• KEEPAM keeps amplitude component of spectral files (of either the AMPH or RLIM format) in SAC memory.

Unary-Operations Module

The commands in this module perform some arithmetic operation on each data point of the signals in memory. You can add a constant (ADD), subtract a constant (SUB), multiply by a constant (MUL), or divide by a constant (DIV). You can square each data point (SQR), take the square root (SQRT), or take the absolute value (ABS). You can take the natural (LOG) or base 10 (LOG10) logarithm of each data point. You can also compute the exponential (EXP) or base 10 exponential (EXP10) of each data point. Lastly you can perform integratation (INT) and differentation (DIF).

Binary-Operations Module

These commands perform operations on pairs of data files.

  • MERGE merges (concantenates) a set of files to the data in memory.
  • ADDF adds a set of data files to the data in memory.
  • SUBF subtracts a set of data files from the ones in memory.
  • MULF multiplies a set of data files by the data in memory.
  • DIVF divides the data in memory by a set of files.
  • BINOPERR controls errors that can occur during these binary operations.

Signal-Correction Module

These commands let you perform certain signal correction operations.

  • RQ removes the seismic Q factor from spectral data.
  • RTREND and RMEAN remove the linear trend and the mean from data respectively.
  • RGLITCHES removes glitches and timing marks.
  • TAPER applies a symmetric taper to each end of the data and SMOOTH applies an arithmetic smoothing algorithm.
  • STRETCH upsamples data, including an optional interpolating FIR filter, while
  • DECIMATE downsamples data, including an optional anti-aliasing FIR filter.
  • INTERPOLATE You can interpolate evenly or unevenly spaced data to a new sampling interval using the INTERPOLATE command.
  • LINEFIT computes the best straight line fit to the data in memory and writes the results to header blackboard variables.
  • QUANTIZE converts continuous data into its quantized equivalent.
  • REVERSE reverses the order of data points.
  • ROTATE Finally, you can rotate pairs of data components through a specified angle with the ROTATE command.

Event-Analysis Module

This module is used to pick seismic phases.

An automatic phase picking algorithm can be applied using APK.

You can also use PPK to pick phases using the graphics cursor. ( PPK is described in the section on Graphics Capabilities).

The TRAVELTIME command can be used to associate observed arrivals with predicted body-wave phases.

These picks can be saved in HYPO format using the OHPF (open HYPO pick file) and CHPF (close HYPO pick file) commands; WHPF writes auxiliary cards into the HYPO pick file. These picks can also be saved in a more general Alphanumeric format using the OAPF (open alphanumeric pick file) and CAPF (close alphanumeric pick file) commands. The picks are also saved in the headers.

Signal-Measurement Module

These commands measure and "mark" selected attributes about the data in memory. These marks are stored in the headers.

  • MARKTIMES marks the data in memory with travel times from a velocity set.
  • MARKPTP measures and marks the maximum peak to peak amplitude.
  • MARKVALUE searches for and marks selected values in a signal.
  • MTW sets the "measurement time window" option.

When this option is on, the measurements are made within this window only. Otherwise the measurements are made on the entire signal.

MTW applies to the MARKPTP and MARKVALUE commands only. RMS computes the root mean square of the data within the measurement time window.

Instrument-Correction Module

This module currently contains only one command, TRANSFER.

TRANSFER performs a deconvolution to remove one instrument response followed a convolution to apply another instrument response. Over 40 predefined instrument responses are available. A general instrument response can also be specified in terms of its poles and zeros, frequency-amplitude-phase files, or the EVALRESP package.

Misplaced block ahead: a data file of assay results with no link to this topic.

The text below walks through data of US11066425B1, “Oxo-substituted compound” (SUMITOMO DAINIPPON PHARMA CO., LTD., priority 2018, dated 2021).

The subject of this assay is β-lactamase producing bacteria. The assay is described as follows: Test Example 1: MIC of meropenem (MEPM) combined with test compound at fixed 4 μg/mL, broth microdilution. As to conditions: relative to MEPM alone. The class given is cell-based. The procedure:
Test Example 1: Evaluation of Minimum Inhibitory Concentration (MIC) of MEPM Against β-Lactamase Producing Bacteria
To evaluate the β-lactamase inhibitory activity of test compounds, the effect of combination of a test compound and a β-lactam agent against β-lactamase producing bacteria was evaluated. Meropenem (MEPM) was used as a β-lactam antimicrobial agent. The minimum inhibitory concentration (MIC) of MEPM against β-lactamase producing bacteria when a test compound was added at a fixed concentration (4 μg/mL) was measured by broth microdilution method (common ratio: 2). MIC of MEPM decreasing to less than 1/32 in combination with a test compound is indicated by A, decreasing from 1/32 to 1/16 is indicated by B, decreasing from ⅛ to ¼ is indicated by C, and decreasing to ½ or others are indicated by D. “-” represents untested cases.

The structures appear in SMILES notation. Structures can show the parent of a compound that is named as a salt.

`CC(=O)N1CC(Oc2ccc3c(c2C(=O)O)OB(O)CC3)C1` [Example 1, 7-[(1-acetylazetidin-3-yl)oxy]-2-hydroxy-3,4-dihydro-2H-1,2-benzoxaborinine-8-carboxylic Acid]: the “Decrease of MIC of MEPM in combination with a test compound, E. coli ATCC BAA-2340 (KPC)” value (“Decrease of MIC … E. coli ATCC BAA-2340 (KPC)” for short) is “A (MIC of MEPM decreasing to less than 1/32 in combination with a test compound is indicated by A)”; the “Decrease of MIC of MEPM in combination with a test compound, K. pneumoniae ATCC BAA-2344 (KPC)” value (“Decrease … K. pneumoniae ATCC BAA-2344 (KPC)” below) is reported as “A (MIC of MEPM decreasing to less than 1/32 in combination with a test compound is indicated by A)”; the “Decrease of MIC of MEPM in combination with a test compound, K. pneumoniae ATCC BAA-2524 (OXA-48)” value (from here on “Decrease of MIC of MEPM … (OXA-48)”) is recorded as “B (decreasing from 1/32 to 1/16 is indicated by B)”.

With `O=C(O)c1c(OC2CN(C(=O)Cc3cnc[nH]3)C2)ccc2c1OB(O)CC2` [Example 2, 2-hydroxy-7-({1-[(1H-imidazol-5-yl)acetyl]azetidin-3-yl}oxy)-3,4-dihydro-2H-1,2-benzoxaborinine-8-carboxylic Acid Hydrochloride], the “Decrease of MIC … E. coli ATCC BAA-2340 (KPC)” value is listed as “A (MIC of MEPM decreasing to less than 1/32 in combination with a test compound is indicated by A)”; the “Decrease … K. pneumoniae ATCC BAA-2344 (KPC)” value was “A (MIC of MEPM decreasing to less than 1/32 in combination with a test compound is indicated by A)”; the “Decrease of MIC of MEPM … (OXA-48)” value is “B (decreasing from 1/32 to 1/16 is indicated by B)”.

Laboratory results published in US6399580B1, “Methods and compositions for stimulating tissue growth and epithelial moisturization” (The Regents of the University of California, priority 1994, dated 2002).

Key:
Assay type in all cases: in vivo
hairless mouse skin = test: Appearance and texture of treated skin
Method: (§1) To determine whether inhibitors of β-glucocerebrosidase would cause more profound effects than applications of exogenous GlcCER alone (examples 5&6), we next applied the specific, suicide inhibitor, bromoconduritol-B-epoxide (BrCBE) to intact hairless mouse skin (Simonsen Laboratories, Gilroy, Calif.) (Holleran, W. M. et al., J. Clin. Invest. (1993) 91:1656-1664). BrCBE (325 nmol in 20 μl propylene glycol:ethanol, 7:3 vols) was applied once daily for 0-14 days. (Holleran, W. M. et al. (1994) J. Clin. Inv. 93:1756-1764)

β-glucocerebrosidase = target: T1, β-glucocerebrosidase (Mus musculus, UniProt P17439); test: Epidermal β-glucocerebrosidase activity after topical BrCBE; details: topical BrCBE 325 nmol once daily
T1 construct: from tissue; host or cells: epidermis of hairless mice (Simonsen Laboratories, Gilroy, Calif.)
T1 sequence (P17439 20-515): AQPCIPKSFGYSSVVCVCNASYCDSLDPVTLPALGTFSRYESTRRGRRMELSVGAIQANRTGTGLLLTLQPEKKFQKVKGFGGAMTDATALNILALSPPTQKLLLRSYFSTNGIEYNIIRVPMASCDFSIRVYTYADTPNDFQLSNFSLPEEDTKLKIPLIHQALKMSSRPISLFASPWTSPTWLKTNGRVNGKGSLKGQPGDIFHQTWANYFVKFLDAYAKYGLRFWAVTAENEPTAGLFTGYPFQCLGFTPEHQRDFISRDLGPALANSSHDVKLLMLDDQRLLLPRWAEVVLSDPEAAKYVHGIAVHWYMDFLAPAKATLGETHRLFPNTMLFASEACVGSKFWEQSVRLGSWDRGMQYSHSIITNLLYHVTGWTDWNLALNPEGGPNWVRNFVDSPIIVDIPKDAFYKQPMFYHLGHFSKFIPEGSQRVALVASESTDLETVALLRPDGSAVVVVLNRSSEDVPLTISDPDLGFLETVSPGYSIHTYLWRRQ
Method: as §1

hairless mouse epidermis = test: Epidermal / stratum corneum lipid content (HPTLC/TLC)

XYZ Data-Processing Module

The commands in this module produce output that is a function of two input domains.

  • SPECTROGRAM calculates a spectrogram using all of the data in memory.
  • GRAYSCALE produces grayscale images of data in memory.
  • CONTOUR produces contour plots of data in memory.
  • ZLEVELS controls the contour line spacing in subsequent contour plots.
  • ZLINES controls the contour linestyles in subsequent contour plots.
  • ZTICKS controls the labeling of contour lines with directional tick marks.
  • ZLABELS controls the labeling of contour lines with contour level values.
  • ZCOLORS controls the color display of contour lines.
  • IMAGE produces color sampled image plots of data in memory.
  • SONOGRAM calculates a spectrogram equal to the difference between two smoothed versions of the same spectrogram.

Frequency-waveform Spectral Analysis Module

Most of the command in this module are algorithms to extract wavefield parameters from a suite of seismograms.

  • ARRAYMAP produces a map of the array or "coarray" using all files in SAC memory.
  • BBFK computes the broadband frequency-wavenumber (FK) spectral estimate, using all files in SAC memory.
  • BEAM computes the beam using all data files in SAC memory.
  • MAP generates a GMT (Generic Mapping Tools) map with station/event symbols using all the files in SAC memory and an event file specified on the command line.

Matlab Module

This module provides an interface between SAC and MATLAB, allowing users who have MATLAB the ability to utilize its facilities and m-files on SAC files.

  • 3C launches a Matlab GUI for manipulating 3-component data.
  • MAT allows processing of SAC data from within SAC using the MATLAB engine.

See README_buildsac for information about some macros provided by a user to interface between SAC and MATLAB.

Nerual Network Module

This module has only one command, WRITENN, which writes data files to disk in neural net format.

Subprocesses

A subprocess is like a small program within the larger SAC program. It works like SAC in many ways but the differences are such that it could not be included in the main program. Once invoked, only the commands within that subprocess plus a selected group of commands from the main SAC program can be executed. The prompt changes to include the name of the subprocess. When done you can return to the main SAC program using the QUITSUB command or terminate SAC using the QUIT command.

Spectral-Estimation Subprocess Manual

This subprocess is for the study of stationary random processes (i.e. noise). Three spectral estimation techniques are available: the maximum entropy method, the maximum likelihood method, and the power density spectra method.

Signal-Stacking Subprocess Manual

This subprocess is for performing signal stacking with delays. The delays can be static or dynamic. Two velocity models are available. The signals can be individually weighted. Traveltimes can be computed, or read from a file. A record section plot is also part of this subprocess.